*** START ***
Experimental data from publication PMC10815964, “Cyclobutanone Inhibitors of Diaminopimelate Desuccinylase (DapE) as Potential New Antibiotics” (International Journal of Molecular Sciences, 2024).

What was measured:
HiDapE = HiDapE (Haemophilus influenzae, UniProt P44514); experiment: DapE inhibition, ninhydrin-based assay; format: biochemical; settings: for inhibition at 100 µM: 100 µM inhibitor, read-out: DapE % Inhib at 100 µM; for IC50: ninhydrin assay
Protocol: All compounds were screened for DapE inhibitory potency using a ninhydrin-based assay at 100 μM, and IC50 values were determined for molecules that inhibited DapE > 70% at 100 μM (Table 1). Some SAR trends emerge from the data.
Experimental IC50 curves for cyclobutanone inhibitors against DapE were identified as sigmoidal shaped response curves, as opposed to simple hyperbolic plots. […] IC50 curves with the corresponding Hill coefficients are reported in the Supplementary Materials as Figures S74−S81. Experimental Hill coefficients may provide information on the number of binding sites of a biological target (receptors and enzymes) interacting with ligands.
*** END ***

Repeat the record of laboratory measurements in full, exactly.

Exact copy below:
Experimental data from publication PMC10815964, “Cyclobutanone Inhibitors of Diaminopimelate Desuccinylase (DapE) as Potential New Antibiotics” (International Journal of Molecular Sciences, 2024).

What was measured:
HiDapE = HiDapE (Haemophilus influenzae, UniProt P44514); experiment: DapE inhibition, ninhydrin-based assay; format: biochemical; settings: for inhibition at 100 µM: 100 µM inhibitor, read-out: DapE % Inhib at 100 µM; for IC50: ninhydrin assay
Protocol: All compounds were screened for DapE inhibitory potency using a ninhydrin-based assay at 100 μM, and IC50 values were determined for molecules that inhibited DapE > 70% at 100 μM (Table 1). Some SAR trends emerge from the data.
Experimental IC50 curves for cyclobutanone inhibitors against DapE were identified as sigmoidal shaped response curves, as opposed to simple hyperbolic plots. […] IC50 curves with the corresponding Hill coefficients are reported in the Supplementary Materials as Figures S74−S81. Experimental Hill coefficients may provide information on the number of binding sites of a biological target (receptors and enzymes) interacting with ligands.